The Tension of My Identity
I’ve been told I’m depraved. Broken. Less than whole. Filled with a sinful nature. I’ve been told I’ll never be good enough, my good acts will never wash away the stain of sin that separated me from God. On my own, I don’t have a snowball’s chance in hell at attaining holiness. I’ve got original sin seeping through every pore of my spirituality, and I’m never going to be cured of it.
That is all true.
That’s not who I am, that’s not the identity that I claim, and it’s not the identity that is true of me. My identity is a beloved child of God. My identity is someone who has worth and value in the eyes of the Lord, and my identity is someone who is accepted, already accepted, for exactly who I am.
These two ideas describe a strange and confusing paradox to live out. On the one hand, I must remind myself that as a human being, I’m very much so predisposed to sin. Even as a believer in Christ, righteousness done on my own strength is still “filthy rags”. That truth is still the reality.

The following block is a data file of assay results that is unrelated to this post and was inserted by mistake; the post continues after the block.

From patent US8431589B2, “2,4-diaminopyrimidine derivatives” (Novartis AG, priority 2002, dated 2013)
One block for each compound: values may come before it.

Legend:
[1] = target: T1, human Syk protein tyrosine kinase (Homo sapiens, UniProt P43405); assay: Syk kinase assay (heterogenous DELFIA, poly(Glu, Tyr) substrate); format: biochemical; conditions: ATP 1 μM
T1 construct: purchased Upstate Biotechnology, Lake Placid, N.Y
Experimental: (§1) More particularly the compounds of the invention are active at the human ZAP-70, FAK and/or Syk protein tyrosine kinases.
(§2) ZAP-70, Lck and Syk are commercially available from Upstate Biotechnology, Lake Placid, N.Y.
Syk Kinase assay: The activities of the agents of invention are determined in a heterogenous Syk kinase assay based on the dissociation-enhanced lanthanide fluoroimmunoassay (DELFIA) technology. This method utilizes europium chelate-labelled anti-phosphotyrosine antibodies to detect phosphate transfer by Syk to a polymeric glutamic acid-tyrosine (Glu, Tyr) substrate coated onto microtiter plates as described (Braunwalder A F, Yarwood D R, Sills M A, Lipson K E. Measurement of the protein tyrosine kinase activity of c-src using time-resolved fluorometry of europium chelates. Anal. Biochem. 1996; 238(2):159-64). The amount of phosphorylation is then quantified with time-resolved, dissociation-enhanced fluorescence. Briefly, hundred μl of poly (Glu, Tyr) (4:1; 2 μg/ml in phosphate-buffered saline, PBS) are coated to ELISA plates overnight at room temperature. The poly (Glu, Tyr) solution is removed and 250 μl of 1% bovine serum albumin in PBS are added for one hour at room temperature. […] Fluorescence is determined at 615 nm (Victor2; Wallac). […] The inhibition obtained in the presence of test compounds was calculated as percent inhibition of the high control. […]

But it is also true that God sanctifies me. The Holy Spirit has a place in me, and righteous acts done in obedience to God are good, no matter how small or large they are or how deeply they impact the world around me. And these acts are a result of surrender. And I think, more deeply than that, they are a result of me claiming my identity as God’s child.
So I don’t think either view of myself ought to be discarded. I must remember that my nature is broken and predisposed to sinfulness, because that keeps me humble, keeps me from trying to live right on my own. And remembering my identity is not brokenness—my identity is wrapped up in God’s love for me—gives me the will to surrender to him, and be his vessel, and let him work through me to accomplish his will.
So I’m going to live in the tension of these two opposite extremes, and embrace them both, as counter-intuitive as that may seem. Because both are true, and I think both are necessary to growth in Christ.